Android 6.0 steadily creeping up in usage statistics

Android 6.0 steadily creeping up in usage statistics
Android 6.0 steadily creeping up in usage statistics
The latest major Android release now makes up 0.3 percent of active Android users.

Google Dashboard collects data from all Android devices that have accessed the Play Store and publishes statistics based on set 7-day intervals. During the period ending November 2nd, Google estimates that 0.3 percent of all Android devices are running Android 6.0 Marshmallow.

Android 5.0 and 5.1 Lollipop now make up 25.6 percent of Android devices compared to 23.5 percent during the same period last month. The Dashboard also reveals that Android 5.0 makes up 15.5 percent while Android 5.1 makes up the other 10.1 percent. Android 4.4 KitKat has fallen from 38.9 percent the previous month to 37.8 percent for this latest weekly statistic.

Android 4.1 to 4.3 Jelly Bean have also fallen slightly from 30.2 percent to 29 percent. A more detailed breakdown reveals that 13.9 percent are using version 4.2.x compared to 14.5 percent a month earlier, 11 percent are on 4.1.x compared to 11.4 percent a month earlier, and 4.1 percent are running Android 4.3 compare to 4.3 percent a month earlier.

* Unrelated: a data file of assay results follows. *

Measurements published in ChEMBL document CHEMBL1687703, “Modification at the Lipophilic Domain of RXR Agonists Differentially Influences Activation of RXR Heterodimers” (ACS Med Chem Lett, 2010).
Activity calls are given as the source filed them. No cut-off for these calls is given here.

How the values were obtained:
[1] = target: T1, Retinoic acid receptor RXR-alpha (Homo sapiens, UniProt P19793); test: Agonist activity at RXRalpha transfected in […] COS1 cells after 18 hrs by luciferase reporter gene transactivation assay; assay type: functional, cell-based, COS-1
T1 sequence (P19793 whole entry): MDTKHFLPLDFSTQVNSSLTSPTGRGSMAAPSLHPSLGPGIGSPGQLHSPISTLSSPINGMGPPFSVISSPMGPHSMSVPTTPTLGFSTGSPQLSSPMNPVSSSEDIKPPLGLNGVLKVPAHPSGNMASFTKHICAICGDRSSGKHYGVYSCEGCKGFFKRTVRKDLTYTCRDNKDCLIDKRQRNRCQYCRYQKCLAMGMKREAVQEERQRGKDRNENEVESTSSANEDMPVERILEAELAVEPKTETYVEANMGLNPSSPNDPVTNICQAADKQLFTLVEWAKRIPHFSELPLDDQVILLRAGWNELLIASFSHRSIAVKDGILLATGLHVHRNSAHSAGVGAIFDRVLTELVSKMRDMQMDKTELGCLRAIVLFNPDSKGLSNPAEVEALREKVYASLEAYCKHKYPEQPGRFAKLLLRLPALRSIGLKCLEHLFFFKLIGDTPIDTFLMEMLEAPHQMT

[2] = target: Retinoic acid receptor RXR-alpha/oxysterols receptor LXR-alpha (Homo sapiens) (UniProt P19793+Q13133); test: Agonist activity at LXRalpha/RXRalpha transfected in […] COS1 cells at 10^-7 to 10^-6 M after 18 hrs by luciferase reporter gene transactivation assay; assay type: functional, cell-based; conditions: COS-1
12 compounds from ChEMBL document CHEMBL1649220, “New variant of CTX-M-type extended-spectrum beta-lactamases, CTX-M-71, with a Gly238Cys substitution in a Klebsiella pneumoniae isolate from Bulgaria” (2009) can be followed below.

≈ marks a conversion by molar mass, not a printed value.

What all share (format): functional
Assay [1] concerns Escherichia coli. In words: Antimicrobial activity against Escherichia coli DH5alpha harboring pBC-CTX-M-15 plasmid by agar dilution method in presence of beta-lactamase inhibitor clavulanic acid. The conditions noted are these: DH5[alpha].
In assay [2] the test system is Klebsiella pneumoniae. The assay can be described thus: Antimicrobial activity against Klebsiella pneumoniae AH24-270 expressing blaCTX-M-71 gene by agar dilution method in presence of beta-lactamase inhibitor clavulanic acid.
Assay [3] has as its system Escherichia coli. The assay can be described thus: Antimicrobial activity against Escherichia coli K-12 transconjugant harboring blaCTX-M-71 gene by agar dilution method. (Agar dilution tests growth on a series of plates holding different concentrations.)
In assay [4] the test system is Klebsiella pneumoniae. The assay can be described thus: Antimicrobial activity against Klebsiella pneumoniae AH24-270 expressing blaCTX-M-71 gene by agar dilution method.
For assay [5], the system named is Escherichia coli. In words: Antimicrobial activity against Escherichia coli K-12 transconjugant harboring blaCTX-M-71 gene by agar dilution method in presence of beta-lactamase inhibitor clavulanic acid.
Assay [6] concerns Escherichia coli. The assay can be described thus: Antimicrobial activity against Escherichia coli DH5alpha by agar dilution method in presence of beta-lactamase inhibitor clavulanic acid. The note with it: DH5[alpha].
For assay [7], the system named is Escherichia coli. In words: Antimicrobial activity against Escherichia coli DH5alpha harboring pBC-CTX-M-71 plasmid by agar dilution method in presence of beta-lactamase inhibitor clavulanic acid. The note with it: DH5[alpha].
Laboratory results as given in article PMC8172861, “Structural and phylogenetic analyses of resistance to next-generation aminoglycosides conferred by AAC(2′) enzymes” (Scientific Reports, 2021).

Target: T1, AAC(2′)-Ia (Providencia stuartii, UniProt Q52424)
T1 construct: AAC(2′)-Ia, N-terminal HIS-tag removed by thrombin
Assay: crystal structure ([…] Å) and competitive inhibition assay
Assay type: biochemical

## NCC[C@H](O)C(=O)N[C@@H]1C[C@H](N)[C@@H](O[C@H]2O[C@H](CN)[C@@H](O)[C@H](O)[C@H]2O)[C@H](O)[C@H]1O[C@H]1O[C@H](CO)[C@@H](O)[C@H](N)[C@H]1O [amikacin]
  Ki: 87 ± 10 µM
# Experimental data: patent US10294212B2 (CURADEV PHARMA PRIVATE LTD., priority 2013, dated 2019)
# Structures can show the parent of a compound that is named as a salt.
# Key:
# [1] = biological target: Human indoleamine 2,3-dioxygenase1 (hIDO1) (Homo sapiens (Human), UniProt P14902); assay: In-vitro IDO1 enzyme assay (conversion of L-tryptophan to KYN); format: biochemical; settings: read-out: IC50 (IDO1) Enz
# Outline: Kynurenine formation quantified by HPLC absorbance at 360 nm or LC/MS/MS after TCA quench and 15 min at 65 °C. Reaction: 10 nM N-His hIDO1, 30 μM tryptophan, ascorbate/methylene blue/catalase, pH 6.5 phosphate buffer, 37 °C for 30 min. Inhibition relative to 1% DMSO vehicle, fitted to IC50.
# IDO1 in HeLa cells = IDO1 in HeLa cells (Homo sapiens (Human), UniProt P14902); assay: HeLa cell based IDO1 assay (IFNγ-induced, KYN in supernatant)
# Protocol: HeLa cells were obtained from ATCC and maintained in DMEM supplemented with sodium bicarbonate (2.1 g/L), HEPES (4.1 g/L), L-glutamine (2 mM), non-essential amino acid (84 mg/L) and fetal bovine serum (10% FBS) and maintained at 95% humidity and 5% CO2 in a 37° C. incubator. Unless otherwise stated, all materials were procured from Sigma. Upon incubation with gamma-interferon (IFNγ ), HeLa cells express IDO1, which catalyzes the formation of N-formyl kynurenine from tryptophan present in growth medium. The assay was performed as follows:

Looking further down the line reveals that 3.3 percent of Android users are still using 4.0.3 to 4.0.4 Ice Cream Sandwich compared to 3.4 percent a month earlier. Android 2.3.3 to 2.3.7 Gingerbread follows next at 3.8 percent and Froyo is last at only 0.2 percent.


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> Notebook / Laptop Reviews and News > News > News Archive > Newsarchive 2015 11 > Android 6.0 steadily creeping up in usage statistics
Ronald Tiefenthäler/ Allen Ngo, 2015-11- 9 (Update: 2015-11- 9)
Allen Ngo
Allen Ngo - US Editor in Chief
After graduating with a B.S. in environmental hydrodynamics from the University of California, I studied reactor physics to become licensed by the U.S. NRC to operate nuclear reactors. There's a striking level of appreciation you gain for everyday consumer electronics after working with modern nuclear reactivity systems astonishingly powered by computers from the 80s. When I'm not managing day-to-day activities and US review articles on Notebookcheck, you can catch me following the eSports scene and the latest gaming news.